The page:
Wednesday, September 28

Tag: Airlines

Unruly passengers on planes can face fines and other consequences — but it’s not clear how many reports lead to punishment
Business

Unruly passengers on planes can face fines and other consequences — but it’s not clear how many reports lead to punishment

The rapid growth in the number of unruly, disruptive or downright violent passengers aboard planes was — and still is — a hot topic in the airline business.And the number of incidents was — and still is — alarming. Cellphone videos taken by other passengers show onboard fights, flight attendants being assaulted, other passengers being punched, offenders often duct taped to their seats and law enforcement escorting passengers off planes. Many incidents result in flights being diverted.In 2021, the number of these incidents were north of 6,000. In 2022, while the numbers dropped, they are still more than 10 times higher than in decades past. In 1995, there were 146 reports of unruly airline passengers. So far in 2022, the Federal Aviation Administration has received 1,944 reports. ...
Travelers urged to take advantage of falling airline ticket prices, experts say
Business

Travelers urged to take advantage of falling airline ticket prices, experts say

Inflation finally slowed in July, a shift that could be due in part to declining fuel prices. That, in turn, appears to have corresponded to a drop in airfares, which are down 7.8% in July compared to June, according to the latest numbers released this week from the Labor Department.Flights from San Diego are $230 cheaper on average than the peak they reached in May, according to the travel site Hopper. Flights to Hawaii have dropped $154, and a flight to Prague will cost you about $300 less."I feel like it went up, but now it's going back to like normal prices," traveler Sharrie Scott said. Airline ticket prices peaked in May as pent-up pandemic demand filled planes and fuel prices soared. To find a deal, Ranada Young and her mom took a ridiculo...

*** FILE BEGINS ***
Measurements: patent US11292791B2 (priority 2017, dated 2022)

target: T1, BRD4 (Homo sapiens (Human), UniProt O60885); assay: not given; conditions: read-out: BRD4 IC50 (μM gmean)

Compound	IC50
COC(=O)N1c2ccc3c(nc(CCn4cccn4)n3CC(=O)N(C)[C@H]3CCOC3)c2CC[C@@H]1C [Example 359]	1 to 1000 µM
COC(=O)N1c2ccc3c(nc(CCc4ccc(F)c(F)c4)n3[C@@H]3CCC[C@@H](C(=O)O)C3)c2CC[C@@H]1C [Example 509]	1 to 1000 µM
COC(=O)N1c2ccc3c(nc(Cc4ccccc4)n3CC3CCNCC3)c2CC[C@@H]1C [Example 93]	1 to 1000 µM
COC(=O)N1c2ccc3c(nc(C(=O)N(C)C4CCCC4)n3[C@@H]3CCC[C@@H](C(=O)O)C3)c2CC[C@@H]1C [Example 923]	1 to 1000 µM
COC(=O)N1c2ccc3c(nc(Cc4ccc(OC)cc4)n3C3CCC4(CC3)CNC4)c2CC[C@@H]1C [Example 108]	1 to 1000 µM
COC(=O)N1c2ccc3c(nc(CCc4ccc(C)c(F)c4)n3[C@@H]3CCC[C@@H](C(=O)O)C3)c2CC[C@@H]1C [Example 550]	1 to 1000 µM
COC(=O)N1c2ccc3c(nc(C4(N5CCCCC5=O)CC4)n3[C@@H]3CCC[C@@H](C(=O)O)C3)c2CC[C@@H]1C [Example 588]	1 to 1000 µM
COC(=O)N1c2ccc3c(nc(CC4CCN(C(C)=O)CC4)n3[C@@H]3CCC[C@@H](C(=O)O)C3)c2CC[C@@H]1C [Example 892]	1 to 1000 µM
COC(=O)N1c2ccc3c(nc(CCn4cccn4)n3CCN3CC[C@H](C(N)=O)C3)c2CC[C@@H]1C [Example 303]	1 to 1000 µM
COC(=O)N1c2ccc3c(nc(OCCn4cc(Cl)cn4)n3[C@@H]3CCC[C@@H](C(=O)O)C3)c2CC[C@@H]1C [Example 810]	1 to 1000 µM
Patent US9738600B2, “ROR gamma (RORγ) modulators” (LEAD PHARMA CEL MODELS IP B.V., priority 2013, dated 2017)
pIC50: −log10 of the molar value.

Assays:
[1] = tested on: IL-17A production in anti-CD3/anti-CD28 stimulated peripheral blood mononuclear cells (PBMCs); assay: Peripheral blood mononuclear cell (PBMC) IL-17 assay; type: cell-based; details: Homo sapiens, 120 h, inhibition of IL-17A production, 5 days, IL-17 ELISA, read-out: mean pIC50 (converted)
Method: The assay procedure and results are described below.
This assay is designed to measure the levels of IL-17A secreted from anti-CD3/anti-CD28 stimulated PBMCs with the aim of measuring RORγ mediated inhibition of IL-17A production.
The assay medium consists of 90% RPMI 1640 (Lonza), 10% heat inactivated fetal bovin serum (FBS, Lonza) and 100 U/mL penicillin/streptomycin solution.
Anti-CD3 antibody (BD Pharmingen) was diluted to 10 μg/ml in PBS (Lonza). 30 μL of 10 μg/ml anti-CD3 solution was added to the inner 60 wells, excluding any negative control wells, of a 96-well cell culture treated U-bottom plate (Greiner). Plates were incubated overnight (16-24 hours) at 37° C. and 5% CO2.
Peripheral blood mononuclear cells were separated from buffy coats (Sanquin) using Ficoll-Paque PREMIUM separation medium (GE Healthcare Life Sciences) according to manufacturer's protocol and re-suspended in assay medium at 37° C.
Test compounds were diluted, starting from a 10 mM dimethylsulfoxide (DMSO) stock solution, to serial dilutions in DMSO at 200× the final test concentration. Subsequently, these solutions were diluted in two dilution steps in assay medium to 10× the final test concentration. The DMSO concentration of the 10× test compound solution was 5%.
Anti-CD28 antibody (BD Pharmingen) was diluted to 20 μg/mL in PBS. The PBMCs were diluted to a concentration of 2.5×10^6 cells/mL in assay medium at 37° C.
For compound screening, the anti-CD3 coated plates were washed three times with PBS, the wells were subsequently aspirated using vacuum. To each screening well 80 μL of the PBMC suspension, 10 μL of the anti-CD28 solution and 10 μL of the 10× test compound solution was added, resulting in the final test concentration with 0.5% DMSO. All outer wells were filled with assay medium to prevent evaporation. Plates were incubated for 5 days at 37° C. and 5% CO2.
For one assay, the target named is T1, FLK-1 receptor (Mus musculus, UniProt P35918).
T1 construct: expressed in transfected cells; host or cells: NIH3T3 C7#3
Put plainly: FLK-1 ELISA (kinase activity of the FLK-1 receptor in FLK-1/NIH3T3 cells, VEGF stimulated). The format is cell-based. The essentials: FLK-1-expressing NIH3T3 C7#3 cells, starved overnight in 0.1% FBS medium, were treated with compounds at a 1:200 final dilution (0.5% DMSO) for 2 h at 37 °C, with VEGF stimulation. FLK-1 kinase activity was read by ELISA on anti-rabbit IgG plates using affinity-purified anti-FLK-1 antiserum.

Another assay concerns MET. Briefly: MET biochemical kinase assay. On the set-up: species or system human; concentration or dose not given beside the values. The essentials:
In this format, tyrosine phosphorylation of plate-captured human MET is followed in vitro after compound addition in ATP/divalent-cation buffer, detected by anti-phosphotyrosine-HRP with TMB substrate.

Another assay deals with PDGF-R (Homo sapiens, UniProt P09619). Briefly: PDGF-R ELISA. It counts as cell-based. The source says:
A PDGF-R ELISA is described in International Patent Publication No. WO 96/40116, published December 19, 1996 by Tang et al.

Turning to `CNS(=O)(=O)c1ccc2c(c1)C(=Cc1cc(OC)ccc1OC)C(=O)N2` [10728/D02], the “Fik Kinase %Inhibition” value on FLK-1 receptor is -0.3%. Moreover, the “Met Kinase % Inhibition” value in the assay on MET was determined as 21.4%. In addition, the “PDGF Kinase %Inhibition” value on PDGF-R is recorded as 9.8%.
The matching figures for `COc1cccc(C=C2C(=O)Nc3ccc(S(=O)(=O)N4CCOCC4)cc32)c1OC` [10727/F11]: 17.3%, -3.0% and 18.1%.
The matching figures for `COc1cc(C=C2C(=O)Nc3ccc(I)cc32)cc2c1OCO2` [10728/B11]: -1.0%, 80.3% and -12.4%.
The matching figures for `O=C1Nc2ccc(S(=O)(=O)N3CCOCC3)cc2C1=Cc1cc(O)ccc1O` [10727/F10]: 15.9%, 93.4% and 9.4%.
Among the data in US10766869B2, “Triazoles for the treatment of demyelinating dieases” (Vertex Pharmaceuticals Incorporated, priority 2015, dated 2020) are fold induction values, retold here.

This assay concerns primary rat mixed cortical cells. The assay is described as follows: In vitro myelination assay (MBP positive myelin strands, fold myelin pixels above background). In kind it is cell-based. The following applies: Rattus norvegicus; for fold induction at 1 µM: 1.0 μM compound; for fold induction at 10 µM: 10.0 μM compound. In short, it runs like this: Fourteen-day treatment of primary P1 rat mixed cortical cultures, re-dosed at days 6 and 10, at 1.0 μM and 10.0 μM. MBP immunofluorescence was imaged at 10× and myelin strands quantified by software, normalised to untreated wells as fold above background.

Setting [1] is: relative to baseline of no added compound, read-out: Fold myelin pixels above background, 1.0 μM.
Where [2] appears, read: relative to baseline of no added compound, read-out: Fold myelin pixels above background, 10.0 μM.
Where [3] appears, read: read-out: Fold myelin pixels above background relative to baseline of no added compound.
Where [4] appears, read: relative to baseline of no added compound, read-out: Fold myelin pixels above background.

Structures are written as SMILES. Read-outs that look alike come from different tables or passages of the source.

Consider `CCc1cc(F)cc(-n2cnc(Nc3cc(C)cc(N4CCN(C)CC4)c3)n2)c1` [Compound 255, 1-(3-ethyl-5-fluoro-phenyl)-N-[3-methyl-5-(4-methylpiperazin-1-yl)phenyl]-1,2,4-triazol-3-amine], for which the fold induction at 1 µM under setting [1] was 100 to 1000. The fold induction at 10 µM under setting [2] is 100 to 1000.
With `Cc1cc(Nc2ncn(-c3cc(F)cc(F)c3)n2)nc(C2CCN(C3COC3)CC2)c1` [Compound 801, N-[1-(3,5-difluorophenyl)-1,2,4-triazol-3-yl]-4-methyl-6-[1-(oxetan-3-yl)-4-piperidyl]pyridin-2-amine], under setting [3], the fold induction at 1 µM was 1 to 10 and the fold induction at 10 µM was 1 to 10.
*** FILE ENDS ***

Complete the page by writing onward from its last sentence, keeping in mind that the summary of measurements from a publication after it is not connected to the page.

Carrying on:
Welcome to a summer of travel hell
Business

Welcome to a summer of travel hell

Fasten your seatbelts: there's travel turbulence ahead. What started as a summer of so-called "revenge travel," after two years of the pandemic, has turned into travel hell."I'm extremely frustrated and disappointed," said one flier. "They got a few people on board, and then all of a sudden, canceled the flight," said another. Kyndal Young and her kids weren't about to risk losing a minute at Disney World this weekend. "In case we did miss this [flight], I had an extra day to catch up … I built in an extra day," she said. Forty-eight million people are expected to be on the move this Independence Day weekend, the busiest of the pandemic, and the nation's airlines are struggling to keep up. Since Memorial Day, in the U.S. alone more than 200,000 ...